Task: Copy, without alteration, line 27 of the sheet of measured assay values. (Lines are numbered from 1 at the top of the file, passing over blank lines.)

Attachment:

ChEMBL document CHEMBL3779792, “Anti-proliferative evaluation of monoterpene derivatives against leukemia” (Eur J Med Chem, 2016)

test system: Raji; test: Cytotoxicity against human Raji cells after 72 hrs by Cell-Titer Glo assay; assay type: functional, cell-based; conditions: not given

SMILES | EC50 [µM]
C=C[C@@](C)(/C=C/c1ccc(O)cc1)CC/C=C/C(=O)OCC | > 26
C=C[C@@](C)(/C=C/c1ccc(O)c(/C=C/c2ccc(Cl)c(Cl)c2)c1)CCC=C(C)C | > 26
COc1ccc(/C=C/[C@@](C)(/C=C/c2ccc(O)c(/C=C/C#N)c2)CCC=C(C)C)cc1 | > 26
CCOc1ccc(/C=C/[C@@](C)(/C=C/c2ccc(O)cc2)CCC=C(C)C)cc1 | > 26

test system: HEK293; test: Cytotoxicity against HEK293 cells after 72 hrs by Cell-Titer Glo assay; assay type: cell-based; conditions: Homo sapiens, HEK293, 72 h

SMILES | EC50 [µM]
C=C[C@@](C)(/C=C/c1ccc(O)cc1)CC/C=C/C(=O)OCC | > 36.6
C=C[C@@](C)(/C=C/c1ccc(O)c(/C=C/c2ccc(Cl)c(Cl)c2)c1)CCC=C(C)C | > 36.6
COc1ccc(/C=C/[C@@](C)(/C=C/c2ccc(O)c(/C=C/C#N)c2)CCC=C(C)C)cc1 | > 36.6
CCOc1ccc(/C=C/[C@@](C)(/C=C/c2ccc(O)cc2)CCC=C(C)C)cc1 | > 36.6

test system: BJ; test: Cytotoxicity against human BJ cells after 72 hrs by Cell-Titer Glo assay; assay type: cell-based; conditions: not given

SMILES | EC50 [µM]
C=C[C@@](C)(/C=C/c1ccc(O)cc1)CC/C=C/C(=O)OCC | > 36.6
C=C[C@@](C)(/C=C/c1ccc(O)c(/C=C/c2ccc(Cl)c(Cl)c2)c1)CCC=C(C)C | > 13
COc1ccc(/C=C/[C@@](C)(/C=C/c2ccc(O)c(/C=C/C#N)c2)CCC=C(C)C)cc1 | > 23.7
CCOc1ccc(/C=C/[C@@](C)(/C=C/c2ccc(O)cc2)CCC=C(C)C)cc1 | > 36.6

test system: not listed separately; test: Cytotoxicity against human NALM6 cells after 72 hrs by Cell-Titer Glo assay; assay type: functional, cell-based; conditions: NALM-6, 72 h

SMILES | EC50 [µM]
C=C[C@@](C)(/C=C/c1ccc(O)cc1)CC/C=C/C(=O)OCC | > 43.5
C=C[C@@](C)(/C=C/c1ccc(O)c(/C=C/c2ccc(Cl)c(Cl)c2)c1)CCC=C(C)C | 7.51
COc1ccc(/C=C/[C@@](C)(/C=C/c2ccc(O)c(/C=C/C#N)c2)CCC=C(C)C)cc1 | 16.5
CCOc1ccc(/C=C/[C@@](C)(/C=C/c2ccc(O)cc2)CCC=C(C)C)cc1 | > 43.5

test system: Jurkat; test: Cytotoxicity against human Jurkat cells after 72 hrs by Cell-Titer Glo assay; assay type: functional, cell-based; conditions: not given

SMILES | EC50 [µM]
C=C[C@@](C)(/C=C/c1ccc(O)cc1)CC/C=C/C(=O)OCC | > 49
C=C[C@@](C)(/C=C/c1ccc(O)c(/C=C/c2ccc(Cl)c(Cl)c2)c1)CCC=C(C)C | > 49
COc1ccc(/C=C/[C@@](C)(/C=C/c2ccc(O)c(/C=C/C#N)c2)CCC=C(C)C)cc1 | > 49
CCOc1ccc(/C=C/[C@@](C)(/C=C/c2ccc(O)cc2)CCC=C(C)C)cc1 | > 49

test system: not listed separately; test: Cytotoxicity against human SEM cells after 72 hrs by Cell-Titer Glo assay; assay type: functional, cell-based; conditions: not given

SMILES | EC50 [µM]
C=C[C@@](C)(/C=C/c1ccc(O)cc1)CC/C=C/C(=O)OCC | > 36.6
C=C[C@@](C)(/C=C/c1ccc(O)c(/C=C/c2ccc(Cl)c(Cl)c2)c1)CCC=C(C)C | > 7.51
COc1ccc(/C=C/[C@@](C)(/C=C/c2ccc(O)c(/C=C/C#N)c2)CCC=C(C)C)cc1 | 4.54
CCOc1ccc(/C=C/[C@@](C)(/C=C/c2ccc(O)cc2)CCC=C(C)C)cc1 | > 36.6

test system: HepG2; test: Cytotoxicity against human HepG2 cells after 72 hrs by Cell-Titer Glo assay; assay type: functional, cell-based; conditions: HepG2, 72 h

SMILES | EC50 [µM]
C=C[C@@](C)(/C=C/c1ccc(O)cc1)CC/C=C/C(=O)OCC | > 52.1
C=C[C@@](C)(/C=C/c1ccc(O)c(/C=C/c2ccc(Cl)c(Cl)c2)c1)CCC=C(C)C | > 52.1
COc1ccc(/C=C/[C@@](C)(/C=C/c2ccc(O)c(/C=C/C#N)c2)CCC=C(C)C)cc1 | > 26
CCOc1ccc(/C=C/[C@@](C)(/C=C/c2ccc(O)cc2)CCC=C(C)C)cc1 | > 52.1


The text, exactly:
SMILES | EC50 [µM]